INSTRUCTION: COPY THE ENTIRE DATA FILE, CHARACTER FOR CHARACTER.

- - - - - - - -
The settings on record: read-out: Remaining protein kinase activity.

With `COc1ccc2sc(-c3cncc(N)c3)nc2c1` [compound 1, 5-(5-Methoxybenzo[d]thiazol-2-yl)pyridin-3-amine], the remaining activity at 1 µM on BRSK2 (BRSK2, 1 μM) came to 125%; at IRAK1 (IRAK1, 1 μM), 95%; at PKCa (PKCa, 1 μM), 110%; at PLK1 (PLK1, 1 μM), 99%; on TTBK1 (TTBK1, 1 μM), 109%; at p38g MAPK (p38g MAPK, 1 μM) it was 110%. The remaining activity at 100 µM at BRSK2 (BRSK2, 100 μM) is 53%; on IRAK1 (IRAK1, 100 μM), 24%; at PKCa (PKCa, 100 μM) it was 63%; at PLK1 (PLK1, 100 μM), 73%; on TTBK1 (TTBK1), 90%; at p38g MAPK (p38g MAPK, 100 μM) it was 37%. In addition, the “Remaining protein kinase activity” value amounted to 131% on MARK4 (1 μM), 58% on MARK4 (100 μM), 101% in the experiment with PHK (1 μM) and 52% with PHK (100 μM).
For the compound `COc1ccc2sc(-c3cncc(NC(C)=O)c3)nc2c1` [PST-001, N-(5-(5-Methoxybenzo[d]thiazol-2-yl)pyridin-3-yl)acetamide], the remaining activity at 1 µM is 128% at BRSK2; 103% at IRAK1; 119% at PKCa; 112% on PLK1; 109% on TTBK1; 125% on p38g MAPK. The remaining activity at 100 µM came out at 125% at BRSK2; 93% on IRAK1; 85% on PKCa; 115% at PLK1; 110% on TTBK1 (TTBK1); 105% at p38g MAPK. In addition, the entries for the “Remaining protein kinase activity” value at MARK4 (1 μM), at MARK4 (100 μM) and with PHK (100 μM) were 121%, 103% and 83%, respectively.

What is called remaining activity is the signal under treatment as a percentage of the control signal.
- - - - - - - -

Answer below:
The settings on record: read-out: Remaining protein kinase activity.

With `COc1ccc2sc(-c3cncc(N)c3)nc2c1` [compound 1, 5-(5-Methoxybenzo[d]thiazol-2-yl)pyridin-3-amine], the remaining activity at 1 µM on BRSK2 (BRSK2, 1 μM) came to 125%; at IRAK1 (IRAK1, 1 μM), 95%; at PKCa (PKCa, 1 μM), 110%; at PLK1 (PLK1, 1 μM), 99%; on TTBK1 (TTBK1, 1 μM), 109%; at p38g MAPK (p38g MAPK, 1 μM) it was 110%. The remaining activity at 100 µM at BRSK2 (BRSK2, 100 μM) is 53%; on IRAK1 (IRAK1, 100 μM), 24%; at PKCa (PKCa, 100 μM) it was 63%; at PLK1 (PLK1, 100 μM), 73%; on TTBK1 (TTBK1), 90%; at p38g MAPK (p38g MAPK, 100 μM) it was 37%. In addition, the “Remaining protein kinase activity” value amounted to 131% on MARK4 (1 μM), 58% on MARK4 (100 μM), 101% in the experiment with PHK (1 μM) and 52% with PHK (100 μM).
For the compound `COc1ccc2sc(-c3cncc(NC(C)=O)c3)nc2c1` [PST-001, N-(5-(5-Methoxybenzo[d]thiazol-2-yl)pyridin-3-yl)acetamide], the remaining activity at 1 µM is 128% at BRSK2; 103% at IRAK1; 119% at PKCa; 112% on PLK1; 109% on TTBK1; 125% on p38g MAPK. The remaining activity at 100 µM came out at 125% at BRSK2; 93% on IRAK1; 85% on PKCa; 115% at PLK1; 110% on TTBK1 (TTBK1); 105% at p38g MAPK. In addition, the entries for the “Remaining protein kinase activity” value at MARK4 (1 μM), at MARK4 (100 μM) and with PHK (100 μM) were 121%, 103% and 83%, respectively.

What is called remaining activity is the signal under treatment as a percentage of the control signal.